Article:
BRUSSELS, Belgium, 12 April 2017 - UNICEF and UNHCR today welcome a new policy guidance from the European Commission as an important milestone for the protection of migrant and refugee children.
“It is the first EU policy to address the situation and rights of all children in migration – refugee and migrant children, children alone and with their families - linking migration, asylum and child protection,” Noala Skinner, Director of UNICEF’s Brussels Office said.
“These important guidelines will help EU States better respond to the needs of refugee and migrant children. We strongly hope that these guidelines will contribute, in a very concrete manner, to the protection of the many children who arrive to Europe after having been forced to flee their homes due to violence, war and conflict. Many have suffered incredible hardship while on their journey and afterwards,” said Diane Goodman, Deputy Director of UNHCR’s Europe Bureau.
Key concrete actions include appointment of guardians for children, boosting child protection at all levels as well as in hotspots, better data collection to ensure that children are properly tracked, adopting a comprehensive approach to identifying durable solutions, as well as better monitoring and co-operation among States.
We welcome the call made by the European Commission to Member States to prioritise EU and national funding for children, to refrain from unnecessary and invasive age assessments and to increase resettlement and other legal pathways for children to safely reach Europe. The commitment by the European Commission to invest in child protection training, guidance and tools is another positive development, which will help ensure that children’s best interests are properly assessed in all decisions that concern them.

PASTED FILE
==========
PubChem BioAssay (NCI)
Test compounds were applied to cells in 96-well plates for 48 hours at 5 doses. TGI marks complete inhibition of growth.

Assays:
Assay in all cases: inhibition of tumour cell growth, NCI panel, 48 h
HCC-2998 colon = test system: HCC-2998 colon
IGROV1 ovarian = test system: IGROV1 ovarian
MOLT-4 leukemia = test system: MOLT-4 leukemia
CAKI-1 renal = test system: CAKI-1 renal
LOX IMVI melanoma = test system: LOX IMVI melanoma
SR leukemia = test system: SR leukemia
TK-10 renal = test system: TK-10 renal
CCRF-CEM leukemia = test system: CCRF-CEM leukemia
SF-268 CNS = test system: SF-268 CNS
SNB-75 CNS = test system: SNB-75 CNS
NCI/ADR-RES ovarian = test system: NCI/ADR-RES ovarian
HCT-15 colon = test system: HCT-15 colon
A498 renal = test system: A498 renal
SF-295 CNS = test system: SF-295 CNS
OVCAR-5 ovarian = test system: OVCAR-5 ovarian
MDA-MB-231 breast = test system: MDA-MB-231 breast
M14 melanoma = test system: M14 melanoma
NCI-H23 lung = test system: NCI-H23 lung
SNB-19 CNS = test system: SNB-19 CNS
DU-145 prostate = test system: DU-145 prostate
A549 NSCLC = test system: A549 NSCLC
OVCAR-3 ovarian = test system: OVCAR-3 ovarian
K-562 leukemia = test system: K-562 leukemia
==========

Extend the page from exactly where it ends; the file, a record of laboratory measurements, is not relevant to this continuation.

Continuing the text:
UNHCR and UNICEF said the Commission’s call to Member States to do everything possible to ensure that alternatives to detention are available and accessible for children and families is encouraging. Both agencies stressed that detention is never in the best interests of children and is extremely detrimental to their health and well-being. Children should not be detained for immigration related purposes, irrespective of their legal or migratory status or of their parents.
The protection of children must start by addressing key drivers of child migration, including violence and protracted conflict, forced displacement, child poverty and deprivation. UNICEF and UNHCR also welcome the EU’s policy commitment to prioritise and support national child protection systems for children displaced or uprooted beyond European borders.
UNHCR and UNICEF look forward to Member States and EU actors putting this plan into action and supporting States to protect children every step of the way and end the terrible exploitation and abuse of children.
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Note for the Editor
UNICEF’s GLOBAL POLICY ASKS FOR CHILDREN ON THE MOVE
1. Protect child refugees and migrants, particularly unaccompanied children, from exploitation and violence
2. End the detention of children seeking refugee status or migrating
3. Keep families together as the best way to protect children and give children legal status
4. Keep all refugee and migrant children learning and give them access to health and other quality services
5. Press for action on the underlying causes of large scale movements of refugees and migrants
6. Promote measures to combat xenophobia, discrimination and marginalization in countries of transit and destination